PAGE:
Thursday, November 13, 2014

Henri Langlois: Phantom of the Cinematheque (November 12th at the Cleveland Cinematheque)

[HENRI LANGLOIS: PHANTOM OF THE CINEMATHEQUE screens Thursday November 13th at 6:45 pm at the Cleveland Cinematheque.]

Review by Charles Cassady, Jr.

The original title of this lengthy 2004 French documentary translates literally as "The Phantom of Henri Langlois." For some reason, when it came here the distributors at Leisure Time Features seemed to think the subtitle PHANTOM OF THE CINEMATHEQUE had a nice ring. I have no idea if money changed hands with the  Cleveland Cinematheque or any of our lobbying civics groups with lots of cash from Columbus to spend, or not. There are, after all, a number of other places around called `Cinematheques.' So the coincidence could have been perfectly innocent. But if Jacques Richard's nonfiction feature shows up at the Cleveland Cinematheque this week with a fresh subtitle: HENRI LANGLOIS: GO CAVS! LEBRON WILL TAKE US TO THE CHAMPIONSHIPS AND MAKE CLEVELAND TRY TO FEEL GOOD ABOUT ITSELF A LITTLE, FINALLY, SO BUY YOUR SEASON TICKETS NOW, then you know that somebody's been a real French whore.

That was an amusing paragraph. And one of my other editors recently compared me to Hemingway (in a good sense). I should really probably quit writing now, while I'm on a roll. But Mr. Ignizio tends to expect reviews out of me, so...
Henri Langlois (1914-1977), director of the Cinematheque Francaise, the French national film museum/archive, was a tireless promoter and preservationist of film. Before DVD, VHS, cable, even television, Langlois saved and stored tons of precious, out-of-circulation, censored and forbidden celluloid. He programmed and projected it in repertory - in a stairwell, if necessary - before generations of transfixed Parisian cinephiles, cinephages (`film nerds'; Langlois makes an amusing distinction in this film), film critics and future filmmakers of the French New Wave.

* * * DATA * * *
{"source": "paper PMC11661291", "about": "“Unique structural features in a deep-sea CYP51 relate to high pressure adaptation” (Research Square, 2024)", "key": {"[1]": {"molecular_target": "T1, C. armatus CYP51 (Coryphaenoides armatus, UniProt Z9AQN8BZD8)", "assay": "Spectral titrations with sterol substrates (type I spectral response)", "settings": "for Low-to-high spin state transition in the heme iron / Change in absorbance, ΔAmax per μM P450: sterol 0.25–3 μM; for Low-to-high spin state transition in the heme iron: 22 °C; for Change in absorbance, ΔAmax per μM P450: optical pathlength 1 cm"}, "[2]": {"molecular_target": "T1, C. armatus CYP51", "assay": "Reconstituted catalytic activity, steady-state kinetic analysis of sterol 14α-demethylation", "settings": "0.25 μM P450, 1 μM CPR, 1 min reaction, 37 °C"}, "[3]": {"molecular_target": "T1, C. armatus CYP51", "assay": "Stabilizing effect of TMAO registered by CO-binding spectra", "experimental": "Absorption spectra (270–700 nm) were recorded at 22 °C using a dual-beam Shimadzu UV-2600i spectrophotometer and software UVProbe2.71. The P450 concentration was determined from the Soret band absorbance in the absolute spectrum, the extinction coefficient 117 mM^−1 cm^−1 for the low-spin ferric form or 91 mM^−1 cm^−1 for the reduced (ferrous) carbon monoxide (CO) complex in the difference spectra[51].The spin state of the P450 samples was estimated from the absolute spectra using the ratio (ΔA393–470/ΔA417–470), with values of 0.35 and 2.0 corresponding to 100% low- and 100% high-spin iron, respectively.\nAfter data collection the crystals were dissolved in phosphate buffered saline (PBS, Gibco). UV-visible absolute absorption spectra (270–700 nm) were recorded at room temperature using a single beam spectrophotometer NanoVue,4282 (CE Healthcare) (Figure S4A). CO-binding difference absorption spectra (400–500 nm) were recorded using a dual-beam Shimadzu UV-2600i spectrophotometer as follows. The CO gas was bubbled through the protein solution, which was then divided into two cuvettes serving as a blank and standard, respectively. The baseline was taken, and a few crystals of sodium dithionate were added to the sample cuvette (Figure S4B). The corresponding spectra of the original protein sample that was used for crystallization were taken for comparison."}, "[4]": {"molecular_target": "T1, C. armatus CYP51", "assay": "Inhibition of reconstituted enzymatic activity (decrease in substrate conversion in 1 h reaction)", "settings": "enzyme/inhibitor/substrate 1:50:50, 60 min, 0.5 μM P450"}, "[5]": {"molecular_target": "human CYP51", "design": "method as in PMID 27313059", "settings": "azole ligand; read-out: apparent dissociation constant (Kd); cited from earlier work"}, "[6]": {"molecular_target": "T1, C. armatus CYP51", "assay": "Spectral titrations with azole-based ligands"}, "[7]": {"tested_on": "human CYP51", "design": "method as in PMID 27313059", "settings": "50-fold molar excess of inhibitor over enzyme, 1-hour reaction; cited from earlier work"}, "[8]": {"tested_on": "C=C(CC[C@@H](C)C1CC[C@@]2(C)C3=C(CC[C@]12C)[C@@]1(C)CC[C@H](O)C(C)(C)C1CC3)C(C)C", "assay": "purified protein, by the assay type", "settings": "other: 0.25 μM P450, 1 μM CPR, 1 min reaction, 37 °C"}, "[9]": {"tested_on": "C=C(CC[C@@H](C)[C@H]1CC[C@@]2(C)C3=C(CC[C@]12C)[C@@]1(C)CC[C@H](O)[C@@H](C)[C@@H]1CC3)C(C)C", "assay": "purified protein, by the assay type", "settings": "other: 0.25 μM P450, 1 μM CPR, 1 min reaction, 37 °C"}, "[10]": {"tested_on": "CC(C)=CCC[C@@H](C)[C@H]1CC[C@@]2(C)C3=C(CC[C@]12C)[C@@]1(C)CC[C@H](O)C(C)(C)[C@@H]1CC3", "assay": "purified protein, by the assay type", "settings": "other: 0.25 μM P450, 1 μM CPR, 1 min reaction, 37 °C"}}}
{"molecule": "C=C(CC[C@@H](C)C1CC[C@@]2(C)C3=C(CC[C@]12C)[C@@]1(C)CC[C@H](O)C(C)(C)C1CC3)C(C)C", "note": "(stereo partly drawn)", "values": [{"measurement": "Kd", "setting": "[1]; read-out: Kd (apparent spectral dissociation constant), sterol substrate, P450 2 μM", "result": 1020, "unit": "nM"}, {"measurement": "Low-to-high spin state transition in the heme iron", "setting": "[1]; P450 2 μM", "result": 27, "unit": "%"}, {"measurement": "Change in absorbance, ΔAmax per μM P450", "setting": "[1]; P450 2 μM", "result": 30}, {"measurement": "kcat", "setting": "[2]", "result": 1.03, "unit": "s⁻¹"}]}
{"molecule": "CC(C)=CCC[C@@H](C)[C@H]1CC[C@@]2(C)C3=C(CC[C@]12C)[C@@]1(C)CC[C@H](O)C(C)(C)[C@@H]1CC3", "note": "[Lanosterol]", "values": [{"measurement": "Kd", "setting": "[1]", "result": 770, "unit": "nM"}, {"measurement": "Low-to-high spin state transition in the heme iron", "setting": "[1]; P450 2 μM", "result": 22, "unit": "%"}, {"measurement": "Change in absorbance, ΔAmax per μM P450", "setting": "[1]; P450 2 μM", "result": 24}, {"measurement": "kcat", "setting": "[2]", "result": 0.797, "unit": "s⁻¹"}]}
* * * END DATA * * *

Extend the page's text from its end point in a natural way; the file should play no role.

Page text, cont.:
A cast of witnesses to Langlois' life and times interviewed by Richard is only slightly less in number than those in THE SORROW AND THE PITY (and the major American heard is the late Jack Valenti). One interviewee tells how it may have only been thanks to Langlois that we have NOSFERATU and THE BLUE ANGEL surviving at all. On the other hand, Langlois' bias against Hollywood spectacles probably let a precious cache of "lost" American silents slip into oblivion. Oh, maybe that's why an Ohio politician came up with that "freedom fries" stuff, to retaliate for that artistic loss. Yeah, right.

After persevering through Nazi occupation - wheeling and dealing with the SS to rescue rare prints - the popular Langlois and his Cinematheque institution/collection were discomfiting to France's postwar Gaullist bureaucrats, who somewhat understandably found his autocratic management style poorly-organized and ill-suited for the appointment of any successor to continue his mission. Langlois and Langlois alone (unless you count 75 employees and a fervent partner/enabler/possible kinky lover Mary Meerson) was the Cinematheque Francaise.

When Minister of Culture Andre Malraux tried to oust Henri from his lifetime job in 1968, it resulted in riots, threats of boycotts from filmmakers from the UK to the USSR, and police scuffles with the likes of fierce loyalists Francois Truffaut and Jean-Luc Godard. It was the opening act of a whole summer of violent, left-wing Paris youth uprisings against symbols of French authority, America and NATO that French yuppies still talk about over there with some creepy nostalgia. Kind of like Kent State or Ohio University with their Halloween riots.

The documentary starts with Langlois (well-represented in clips, though it looks like he wore one suit all his life - which would not be surprising) saying he's tired of discussing 1968; maybe his ghost will take up the topic after he's gone (hence the "phantom of Henri Langlois" stuff). The narrative does indeed go beyond its hero's 1977 death to find what has become of the Langlois treasures and his legacy. And not all of it is a happy ending. Those who rioted to reinstate him in 1968 were correct, to the degree that Henri Langlois was absolutely irreplaceable to the institution and the art form.

The Hemingway-short version: if you don't know who Henri Langlois was and why he mattered - you should. So check this movie out. Langlois once said, "To love cinema is to love life," which makes a wonderful motto indeed for we cinephages. Even if, today, to love cinema around here mainly means loving comic-book superheroes or popular YA book franchises adapted to live action. Zut alors, no wonder M. Langlois thought American movies were disposable junk. (3 1/4 out of 4 stars)

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